Nell Leyshon made history last week (9 September 2010, previews from 5 September) by becoming the first female playwright to have a work staged at Shakespeare's Globe, in either its old or new incarnations.
Her play is Bedlam, which continues in rep until 1 October and presents a fictional portrayal of a London hospital for the insane.
Set in 18th-century London against an anarchic backdrop of binge drinkers, gin sellers and ballad singers the production promises "dance and song with scenes of lust, violence and absurd comedy."
So did critics go mad for this theatrical milestone?
Michael Coveney on Whatsonstage.com (three stars) - "There’s none of the disturbing, outlandish theatricality of the Marat/Sade about Nell Leyshon’s perfectly enjoyable, simple scenario, nor too much wackiness or ferocity along the lines of Ken Campbell’s long ago The Madness Museum on television ... Instead, Jessica Swale’s tasteful staging on a bare boards setting is decked out with ballads and old songs ... Treatments have progressed from roast mice and exorcism to laxatives and leeches, but a happy conclusion – and signature Globe company hoe-down – is ensured once the liberal- minded governor (Phil Cheadle) gets the message and adds compassion to the list of prescriptions."
Paul Taylor in the Independent (three stars) - “Leyshon has previously been noted for delicately devastating small-scale pieces. With Bedlam, though, she goes for broke in the opposite direction, turning the Globe into a chaotic madhouse and filling it with slapstick energy and blackly gleeful exuberance ... Watching Jessica Swale's rambunctious production, which is ebulliently performed by a delightful company, I was frequently assailed by a sense of incongruity: a play that deals with the inhumane treatment of the mentally ill is in constant danger of lapsing into an upbeat crowd-pleaser ... The gin-sodden Hogarthian background is beautifully conveyed ... But the determined, high-spirited foolery has a sanitising, feelgood effect. As with the contents of those bedpans that are cheerily emptied over the punters in the yard, you can't quite believe that any of this is real.”
Michael Billington in the Guardian (two stars) - "Nell Leyshon has written poignantly about country life in plays such as Comfort Me With Apples and Glass Eels. But her new commissioned piece, though not without historical interest, offers a strangely sanitised view of London's notorious 18th-century asylum for the insane. You feel that Leyshon, in providing scope for song and dance and sentimental romance, has almost too conscientiously come up with a Globe crowdpleaser ... The play is at its best when Leyshon focuses, all too briefly, on attitudes to mental health problems ... Even director Jessica Swale underplays the noise and squalor of the period. And it strikes me as crass to invite an audience member to come on stage for a bit of token madhouse humiliation."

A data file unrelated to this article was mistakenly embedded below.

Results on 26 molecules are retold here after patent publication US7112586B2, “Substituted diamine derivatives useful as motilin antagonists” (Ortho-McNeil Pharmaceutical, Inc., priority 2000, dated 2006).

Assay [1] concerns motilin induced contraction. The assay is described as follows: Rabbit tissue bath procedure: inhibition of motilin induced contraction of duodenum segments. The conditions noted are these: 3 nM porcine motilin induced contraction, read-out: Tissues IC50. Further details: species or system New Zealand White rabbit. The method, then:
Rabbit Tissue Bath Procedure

Charles Spencer in the Daily Telegraph (four stars) - "To write a play about the notorious Bethlehem lunatic asylum in London, where the patients were treated with often horrific cruelty and the fashionable used to visit to gawp at their antics and distress, is an enterprise fraught with difficulty ... Leyshon, best known for her small-scale, deeply felt plays about rural life, charts a middle course with skill and sensitivity ... Jessica Swale directs a lively production, with a host of winning performances and a terrific selection of popular songs from the period, including one spectacularly filthy ditty that reaches a truly riotous climax ... It’s a winning, good-hearted evening, but one does leave wondering whether a play about madness, cruelty and suffering should be quite as much fun as this."
Henry Hitchings in the Evening Standard (two stars) – “One expects drama set in an asylum - where beatings are frequent and ailments are treated with leeches - to be gruesome but Leyshon has accentuated the comic side of confinement ... It’s chaotic, rambunctious and at times saucily amusing. Jessica Swale’s production strives hard to involve the audience: groundlings may well find themselves spattered with various fluids (all, of course, just water), and the space is well exploited ... Greater problems lie in the material. Although Leyshon has crafted some nice lines, there’s little to engage us closely ... In treating madness largely as a spectacle, it ends up as a sprawling creation which fails to illuminate the mind’s dark spaces.”
Patrick Marmion in the Daily Mail
(three stars) – "Madness ... also needs method on stage.
Nell Leyshon’s sprawling play about the 18th-century
‘Bedlam’ asylum pulls in too many directions ...
There are bawdy drinking songs, horror at the practice of applying
‘mustard blisters’ to patients after a cold bath and
some philosophical reflection. But the action remains at the level of
busy spectacle without a strong story to draw you in. It’s
high-spirited, however, with sharp work from Finty Williams as a bossy
society gal, and Ella Smith deliciously lives up to her description
as ‘a sauce box’.”
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